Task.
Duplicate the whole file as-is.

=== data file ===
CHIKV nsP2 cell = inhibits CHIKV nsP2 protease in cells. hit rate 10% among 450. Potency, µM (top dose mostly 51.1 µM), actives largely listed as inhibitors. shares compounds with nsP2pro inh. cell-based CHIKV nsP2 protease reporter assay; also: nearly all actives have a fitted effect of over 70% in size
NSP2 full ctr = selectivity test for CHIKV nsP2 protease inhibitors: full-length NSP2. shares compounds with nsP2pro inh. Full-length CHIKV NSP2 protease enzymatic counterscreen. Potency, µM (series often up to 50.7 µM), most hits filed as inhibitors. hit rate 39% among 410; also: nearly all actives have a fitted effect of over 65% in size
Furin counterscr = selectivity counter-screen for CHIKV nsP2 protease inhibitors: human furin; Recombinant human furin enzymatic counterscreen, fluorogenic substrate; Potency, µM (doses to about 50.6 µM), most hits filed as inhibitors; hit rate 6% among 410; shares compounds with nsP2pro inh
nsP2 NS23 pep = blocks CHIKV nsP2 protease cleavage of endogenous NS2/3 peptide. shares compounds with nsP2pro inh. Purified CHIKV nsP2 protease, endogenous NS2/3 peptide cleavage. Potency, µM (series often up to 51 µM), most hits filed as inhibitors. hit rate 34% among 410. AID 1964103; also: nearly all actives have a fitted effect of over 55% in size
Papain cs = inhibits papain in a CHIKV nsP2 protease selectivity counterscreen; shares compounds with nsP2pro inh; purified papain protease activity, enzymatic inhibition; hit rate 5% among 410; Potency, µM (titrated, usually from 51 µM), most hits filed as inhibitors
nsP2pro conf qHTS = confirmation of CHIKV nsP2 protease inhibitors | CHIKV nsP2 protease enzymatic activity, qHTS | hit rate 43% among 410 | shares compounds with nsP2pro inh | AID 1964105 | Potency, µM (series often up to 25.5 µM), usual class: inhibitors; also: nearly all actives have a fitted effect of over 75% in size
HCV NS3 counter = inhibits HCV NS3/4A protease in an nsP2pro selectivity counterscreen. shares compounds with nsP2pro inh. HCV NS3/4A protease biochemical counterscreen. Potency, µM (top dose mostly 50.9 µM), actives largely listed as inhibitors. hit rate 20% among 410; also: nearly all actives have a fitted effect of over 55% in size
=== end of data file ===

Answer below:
CHIKV nsP2 cell = inhibits CHIKV nsP2 protease in cells. hit rate 10% among 450. Potency, µM (top dose mostly 51.1 µM), actives largely listed as inhibitors. shares compounds with nsP2pro inh. cell-based CHIKV nsP2 protease reporter assay; also: nearly all actives have a fitted effect of over 70% in size
NSP2 full ctr = selectivity test for CHIKV nsP2 protease inhibitors: full-length NSP2. shares compounds with nsP2pro inh. Full-length CHIKV NSP2 protease enzymatic counterscreen. Potency, µM (series often up to 50.7 µM), most hits filed as inhibitors. hit rate 39% among 410; also: nearly all actives have a fitted effect of over 65% in size
Furin counterscr = selectivity counter-screen for CHIKV nsP2 protease inhibitors: human furin; Recombinant human furin enzymatic counterscreen, fluorogenic substrate; Potency, µM (doses to about 50.6 µM), most hits filed as inhibitors; hit rate 6% among 410; shares compounds with nsP2pro inh
nsP2 NS23 pep = blocks CHIKV nsP2 protease cleavage of endogenous NS2/3 peptide. shares compounds with nsP2pro inh. Purified CHIKV nsP2 protease, endogenous NS2/3 peptide cleavage. Potency, µM (series often up to 51 µM), most hits filed as inhibitors. hit rate 34% among 410. AID 1964103; also: nearly all actives have a fitted effect of over 55% in size
Papain cs = inhibits papain in a CHIKV nsP2 protease selectivity counterscreen; shares compounds with nsP2pro inh; purified papain protease activity, enzymatic inhibition; hit rate 5% among 410; Potency, µM (titrated, usually from 51 µM), most hits filed as inhibitors
nsP2pro conf qHTS = confirmation of CHIKV nsP2 protease inhibitors | CHIKV nsP2 protease enzymatic activity, qHTS | hit rate 43% among 410 | shares compounds with nsP2pro inh | AID 1964105 | Potency, µM (series often up to 25.5 µM), usual class: inhibitors; also: nearly all actives have a fitted effect of over 75% in size
HCV NS3 counter = inhibits HCV NS3/4A protease in an nsP2pro selectivity counterscreen. shares compounds with nsP2pro inh. HCV NS3/4A protease biochemical counterscreen. Potency, µM (top dose mostly 50.9 µM), actives largely listed as inhibitors. hit rate 20% among 410; also: nearly all actives have a fitted effect of over 55% in size